It seems like every day brings word of another atrocity against Christians in the Middle East: inhumanities many of us could never even imagine.
Burnings, beheadings, crucifixions—this kind of brutality sounds like it belongs in Domitian’s Rome, not the year 2015. The sooner our leaders act against it, the better.
But in the meantime, I hope you’ll join me in ceaseless prayer, because make no mistake: there’s a deeper fight going on here than the one between Islamic extremists and Middle-Eastern governments. As Paul said in the midst of another persecution, it’s a spiritual battle against “the powers and principalities of this present darkness.” And just like in Paul’s day, we are seeing today some incredible examples of Christians fighting that spiritual battle and winning.
Take Meriam Ibrahim, the Sudanese wife and mother who was arrested last year and sentenced to 100 lashes and death for marrying a Christian. Meriam was pregnant when imprisoned, and had to care for her oldest son behind bars until she gave birth—even then chained by one arm.
Well, Meriam was released not long afterwards, thanks largely to international pressure on the Islamic government of Sudan. She and her husband were reunited, and the whole family is now safely in the United States.
Meriam’s captors reportedly told her that she could save her life if she renounced her Christian faith and her marriage—which Islamic judges considered illegitimate. She flatly refused.
Late last month, she received an award from the National Religious Broadcasters for her incredible courage in the face of persecution.
“Meriam Ibrahim is a modern-day example of what it means to not be ashamed of Christ,” said NRB President and CEO Jerry Johnson.
And there are others. We’ve told you continually about Pastor Saeed Abedini, an American citizen, husband, and father imprisoned in Iran for ministering in the name of Christ.
His wife, Naghmeh, has worked tirelessly for two-and-a-half years to secure her husband’s release, last month meeting with President Obama, who promised to do all he could to help. And just a few days ago, she told a not-all-that-friendly crowd at the political gathering CPAC how proud she is of her husband for standing firm in his faith—despite his captors’ demands that he renounce Christianity.
In Sudan, in Iran, and even in the path of ISIS, Christians are showing what they’re made of. But even I was surprised when I heard about Giovanni Martinelli, the Italian bishop of Tripoli. As Islamic State fighters tighten their noose around Libya and almost all Christians there have evacuated, Martinelli is staying behind in the community where he says God has called him. He’s been threatened by Muslims in the street for opposing Islam, and says they’ve even paid him a visit in his sanctuary.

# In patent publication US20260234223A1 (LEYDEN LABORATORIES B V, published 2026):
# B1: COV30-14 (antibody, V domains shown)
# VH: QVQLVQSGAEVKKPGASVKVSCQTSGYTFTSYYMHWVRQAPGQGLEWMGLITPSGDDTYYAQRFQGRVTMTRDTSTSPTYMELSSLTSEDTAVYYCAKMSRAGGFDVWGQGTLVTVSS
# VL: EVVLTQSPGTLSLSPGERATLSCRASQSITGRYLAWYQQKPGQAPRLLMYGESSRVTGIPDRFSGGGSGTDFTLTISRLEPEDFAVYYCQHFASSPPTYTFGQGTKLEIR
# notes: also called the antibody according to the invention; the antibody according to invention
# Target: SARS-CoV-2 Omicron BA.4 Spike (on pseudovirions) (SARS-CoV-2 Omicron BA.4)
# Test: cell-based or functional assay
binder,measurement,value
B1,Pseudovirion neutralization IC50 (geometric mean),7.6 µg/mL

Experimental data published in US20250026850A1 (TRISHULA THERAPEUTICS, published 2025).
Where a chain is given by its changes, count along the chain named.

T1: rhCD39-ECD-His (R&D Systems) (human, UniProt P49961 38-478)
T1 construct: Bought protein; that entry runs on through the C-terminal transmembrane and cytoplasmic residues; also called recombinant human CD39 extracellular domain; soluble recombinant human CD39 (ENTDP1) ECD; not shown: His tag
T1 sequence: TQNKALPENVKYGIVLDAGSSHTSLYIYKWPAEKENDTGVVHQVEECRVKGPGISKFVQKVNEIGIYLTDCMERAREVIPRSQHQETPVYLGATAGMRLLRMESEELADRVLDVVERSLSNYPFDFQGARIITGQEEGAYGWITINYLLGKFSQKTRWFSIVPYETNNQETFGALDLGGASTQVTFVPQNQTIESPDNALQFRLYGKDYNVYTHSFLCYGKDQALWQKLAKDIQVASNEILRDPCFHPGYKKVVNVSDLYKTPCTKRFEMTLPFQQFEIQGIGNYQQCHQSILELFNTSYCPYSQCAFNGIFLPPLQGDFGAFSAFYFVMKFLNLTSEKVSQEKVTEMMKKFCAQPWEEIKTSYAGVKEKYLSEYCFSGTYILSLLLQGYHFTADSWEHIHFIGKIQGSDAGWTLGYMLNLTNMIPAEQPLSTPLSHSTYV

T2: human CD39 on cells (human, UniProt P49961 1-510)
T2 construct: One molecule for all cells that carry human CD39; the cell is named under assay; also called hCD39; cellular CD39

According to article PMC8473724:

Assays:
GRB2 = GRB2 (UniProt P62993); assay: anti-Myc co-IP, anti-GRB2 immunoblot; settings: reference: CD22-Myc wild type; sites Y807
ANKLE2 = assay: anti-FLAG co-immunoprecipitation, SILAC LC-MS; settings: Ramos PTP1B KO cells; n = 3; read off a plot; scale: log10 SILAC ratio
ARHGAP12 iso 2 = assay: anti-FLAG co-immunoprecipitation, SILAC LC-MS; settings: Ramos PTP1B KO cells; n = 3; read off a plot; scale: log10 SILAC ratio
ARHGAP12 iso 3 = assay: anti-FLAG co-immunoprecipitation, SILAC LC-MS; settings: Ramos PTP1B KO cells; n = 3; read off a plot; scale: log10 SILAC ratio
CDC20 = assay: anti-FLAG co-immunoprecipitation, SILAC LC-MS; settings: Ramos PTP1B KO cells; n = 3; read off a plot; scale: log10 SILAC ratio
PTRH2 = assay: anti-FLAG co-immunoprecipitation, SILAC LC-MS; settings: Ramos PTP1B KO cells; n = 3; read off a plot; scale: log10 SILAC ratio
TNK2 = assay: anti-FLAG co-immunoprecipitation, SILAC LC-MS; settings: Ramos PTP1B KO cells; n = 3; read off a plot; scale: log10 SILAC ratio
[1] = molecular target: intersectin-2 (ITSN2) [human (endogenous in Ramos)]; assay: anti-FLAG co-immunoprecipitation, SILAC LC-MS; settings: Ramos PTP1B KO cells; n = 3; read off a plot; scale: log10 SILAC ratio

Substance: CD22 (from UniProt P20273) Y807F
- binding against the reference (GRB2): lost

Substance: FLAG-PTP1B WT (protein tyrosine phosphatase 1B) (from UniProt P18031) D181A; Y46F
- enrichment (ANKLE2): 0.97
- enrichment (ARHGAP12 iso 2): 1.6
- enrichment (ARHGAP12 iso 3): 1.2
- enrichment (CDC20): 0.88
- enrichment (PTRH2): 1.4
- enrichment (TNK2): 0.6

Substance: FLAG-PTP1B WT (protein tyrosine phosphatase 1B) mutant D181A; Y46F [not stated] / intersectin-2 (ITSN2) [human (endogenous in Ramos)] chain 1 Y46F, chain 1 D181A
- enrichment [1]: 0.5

“In the church they came to tell me that I must die,” he told an Italian newspaper, replying that if God allows ISIS to behead him for his faith, “so it will be.”
“Being able to give my testimony is a precious thing,” he continued. “I thank the Lord that he allows me to do so, even with martyrdom. I am not moving from here. I am not afraid.”
This courage—this ability to stare down the barrel of death and refuse to deny Christ—made Christianity convincing to early eyewitnesses. And it’s a power that only comes from Christ’s resurrection—from the confidence that, as Jesus said, anyone who believes in Him, “though he die, yet shall he live.”
Jesus made a promise to His followers that He would confess before the Father all who confess Him before men. Even as we pray for their deliverance, let us also thank God for the victorious witness of Christians who are refusing—even in the face of death—to deny our Lord.
— by John Stonestreet
Stonestreet is the Director of Strategic Partnerships for the Chuck Colson Center for Christian Worldview and is heard on Breakpoint. Copyright© 2014 Prison Fellowship Ministries. Reprinted with permission. BreakPoint is a ministry of Prison Fellowship Ministries.